As is the case with most musical pairings, the duo of Gary Wittner and Howard Johnson happened by chance.

Wittner and Johnson, who will be performing their jazz concert at Kresge on Saturday at 3:00 p.m., met at a restaurant in New York City. When Johnson overheard a conversation between Wittner and another musician at a separate table, he joined in the discussion.

For Wittner and Johnson, this innocent conversation between the accomplished guitarist and renowned tuba soloist led first to a recording session, then on to two critically acclaimed jazz albums and tours around New England and the Midwest.

"Howard is one of the real veterans on the jazz scene," Wittner said. "I learn something every time I play with him, so it's been terrific musically for me."

Now, Wittner and Johnson bring their brand of jazz to Bowdoin. Many music students and other students wandering around Gibson Hall may have already heard bits and pieces of Wittner's jazz, as he is the applied music professor for guitar. Delmar Small, the department's concert, budget, and equipment manager, said that the college found Wittner though jazz contacts in the area. As a local from Raymond, Small knew that much of the community would want to hear Wittner perform in concert.

"Typically, local musicians have their own groupies," Small said. "We like to feature faculty, since the community likes to hear the people who are teaching. It really brings it home."

In addition to Wittner's role as an adjunct faculty member at Bowdoin, his teaching experience also extends to the University of Maine in Augusta, where he received the University's Distinguished Scholar Award in 1996, and he was also part of the original faculty at the International Summer Jazz Academy in Krakow, Poland. Wittner has met a variety of students in his many years teaching, from virtuoso prodigies in Europe to non-music majors at Bowdoin, and said that it all comes down to what people are there for. For him, teaching is about "communicating with people. With the right person in the room, it's fun?you're giving something and getting something and having a successful human exchange." Wittner continued, "When students have respect for the music and are willing to have fun, it's almost always a positive experience."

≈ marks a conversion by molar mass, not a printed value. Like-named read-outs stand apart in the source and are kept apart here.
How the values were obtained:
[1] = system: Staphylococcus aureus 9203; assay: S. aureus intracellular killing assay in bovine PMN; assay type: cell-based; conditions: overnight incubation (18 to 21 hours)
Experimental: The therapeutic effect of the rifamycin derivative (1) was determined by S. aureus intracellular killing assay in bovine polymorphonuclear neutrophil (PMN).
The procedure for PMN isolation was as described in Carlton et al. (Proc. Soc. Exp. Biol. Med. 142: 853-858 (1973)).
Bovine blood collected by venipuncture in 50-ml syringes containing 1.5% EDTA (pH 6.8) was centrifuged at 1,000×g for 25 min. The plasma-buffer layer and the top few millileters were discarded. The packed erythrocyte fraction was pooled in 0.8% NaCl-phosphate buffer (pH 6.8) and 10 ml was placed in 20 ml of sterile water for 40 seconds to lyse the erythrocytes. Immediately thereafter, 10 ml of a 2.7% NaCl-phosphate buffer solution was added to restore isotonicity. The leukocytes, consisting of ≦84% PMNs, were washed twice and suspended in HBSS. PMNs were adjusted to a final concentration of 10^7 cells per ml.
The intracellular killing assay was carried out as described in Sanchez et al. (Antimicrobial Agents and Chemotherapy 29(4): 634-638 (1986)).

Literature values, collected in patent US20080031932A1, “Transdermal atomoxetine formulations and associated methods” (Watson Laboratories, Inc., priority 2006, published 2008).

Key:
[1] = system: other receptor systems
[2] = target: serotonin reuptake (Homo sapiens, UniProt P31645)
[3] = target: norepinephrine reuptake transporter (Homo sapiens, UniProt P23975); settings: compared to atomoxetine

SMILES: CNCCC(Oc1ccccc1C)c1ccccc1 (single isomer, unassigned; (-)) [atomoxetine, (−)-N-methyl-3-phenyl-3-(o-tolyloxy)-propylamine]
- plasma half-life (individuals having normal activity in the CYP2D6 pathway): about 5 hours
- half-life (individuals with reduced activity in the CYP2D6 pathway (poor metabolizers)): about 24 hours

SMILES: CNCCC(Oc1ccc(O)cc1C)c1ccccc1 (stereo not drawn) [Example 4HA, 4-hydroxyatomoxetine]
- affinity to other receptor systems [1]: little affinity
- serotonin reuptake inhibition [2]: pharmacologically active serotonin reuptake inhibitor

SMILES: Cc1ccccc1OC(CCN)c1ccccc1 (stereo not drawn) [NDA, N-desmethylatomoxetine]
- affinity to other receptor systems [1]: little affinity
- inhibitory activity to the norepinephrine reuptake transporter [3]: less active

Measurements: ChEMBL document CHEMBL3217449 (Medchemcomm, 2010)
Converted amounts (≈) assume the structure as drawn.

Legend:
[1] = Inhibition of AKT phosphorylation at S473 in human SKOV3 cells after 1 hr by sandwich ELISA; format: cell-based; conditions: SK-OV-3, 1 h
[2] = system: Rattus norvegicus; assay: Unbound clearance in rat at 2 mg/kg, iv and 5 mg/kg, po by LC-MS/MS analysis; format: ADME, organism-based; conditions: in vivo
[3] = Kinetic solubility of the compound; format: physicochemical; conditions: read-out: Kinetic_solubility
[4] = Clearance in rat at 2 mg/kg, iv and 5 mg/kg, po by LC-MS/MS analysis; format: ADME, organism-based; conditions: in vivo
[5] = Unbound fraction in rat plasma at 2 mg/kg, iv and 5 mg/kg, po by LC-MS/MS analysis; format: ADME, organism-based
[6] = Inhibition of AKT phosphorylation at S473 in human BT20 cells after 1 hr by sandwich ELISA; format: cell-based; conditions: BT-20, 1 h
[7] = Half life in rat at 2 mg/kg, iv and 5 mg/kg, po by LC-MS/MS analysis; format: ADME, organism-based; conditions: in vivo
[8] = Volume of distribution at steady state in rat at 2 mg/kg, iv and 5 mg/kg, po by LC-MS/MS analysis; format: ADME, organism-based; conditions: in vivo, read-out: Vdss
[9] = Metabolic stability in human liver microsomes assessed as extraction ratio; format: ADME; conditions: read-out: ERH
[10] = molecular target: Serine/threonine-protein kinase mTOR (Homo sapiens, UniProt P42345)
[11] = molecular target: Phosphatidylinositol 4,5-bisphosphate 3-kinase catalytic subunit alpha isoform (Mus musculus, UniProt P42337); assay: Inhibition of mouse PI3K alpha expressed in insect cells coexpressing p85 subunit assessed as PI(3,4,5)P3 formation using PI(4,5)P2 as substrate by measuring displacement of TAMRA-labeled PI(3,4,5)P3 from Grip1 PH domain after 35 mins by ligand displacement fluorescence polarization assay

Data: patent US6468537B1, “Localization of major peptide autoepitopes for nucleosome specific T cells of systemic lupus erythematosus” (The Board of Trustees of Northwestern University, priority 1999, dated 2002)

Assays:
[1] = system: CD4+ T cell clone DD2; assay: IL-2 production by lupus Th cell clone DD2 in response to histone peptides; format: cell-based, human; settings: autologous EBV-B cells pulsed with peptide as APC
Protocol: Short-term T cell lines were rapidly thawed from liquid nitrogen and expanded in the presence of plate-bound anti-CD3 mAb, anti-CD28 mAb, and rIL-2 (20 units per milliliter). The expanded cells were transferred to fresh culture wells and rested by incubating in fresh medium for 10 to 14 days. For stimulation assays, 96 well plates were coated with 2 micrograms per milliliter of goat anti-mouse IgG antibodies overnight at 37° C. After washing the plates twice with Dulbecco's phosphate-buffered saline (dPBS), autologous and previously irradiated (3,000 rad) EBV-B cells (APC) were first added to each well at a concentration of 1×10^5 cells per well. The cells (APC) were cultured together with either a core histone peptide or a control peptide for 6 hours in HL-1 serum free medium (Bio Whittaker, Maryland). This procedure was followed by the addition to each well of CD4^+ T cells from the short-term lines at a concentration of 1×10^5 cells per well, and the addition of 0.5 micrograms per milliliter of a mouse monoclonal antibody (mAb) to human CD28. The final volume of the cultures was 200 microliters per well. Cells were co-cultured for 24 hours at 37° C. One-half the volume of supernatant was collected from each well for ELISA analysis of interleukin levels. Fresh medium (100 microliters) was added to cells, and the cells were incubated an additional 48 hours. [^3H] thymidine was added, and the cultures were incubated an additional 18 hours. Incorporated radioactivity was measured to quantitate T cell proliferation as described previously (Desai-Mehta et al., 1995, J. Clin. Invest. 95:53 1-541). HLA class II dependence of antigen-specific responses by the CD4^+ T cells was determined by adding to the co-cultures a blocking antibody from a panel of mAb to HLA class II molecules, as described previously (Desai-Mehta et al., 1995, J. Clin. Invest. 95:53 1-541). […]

Much of Wittner's music, in addition to his original compositions, focuses on jazz great Thelonious Monk. Wittner discovered Monk as a student of veterinary medicine at Cornell, when a jazz fan in the dorm played a Monk album. For Wittner, the music spoke to him immediately, a rarity for Monk since his rhythms are unique and usually an acquired taste.

"My theory is that Monk's rhythms were already in my body, as we all have rhythms in our bodies, and that's why they spoke to me so strongly," Wittner said. "His rhythms opened up the doorway to rhythms that were already there."

Wittner left Cornell and began studying Monk at the Berklee School of Music in Boston, graduating in 1981 and completing a thesis of Monk's compositions in 1986.

Johnson has his own connections to Monk, as he was a major part of the New York music scene in the 1960s and met Monk, John Coltrane, and Cannonball Adderly. He has also worked with an impressive and eclectic list of musicians, including Miles Davis, Dizzy Gillespie, Marvin Gaye, Frank Zappa, John Lennon, and Paul Simon.

Who knows, those who attend the concert on Saturday afternoon may find their own rhythms to open doorways.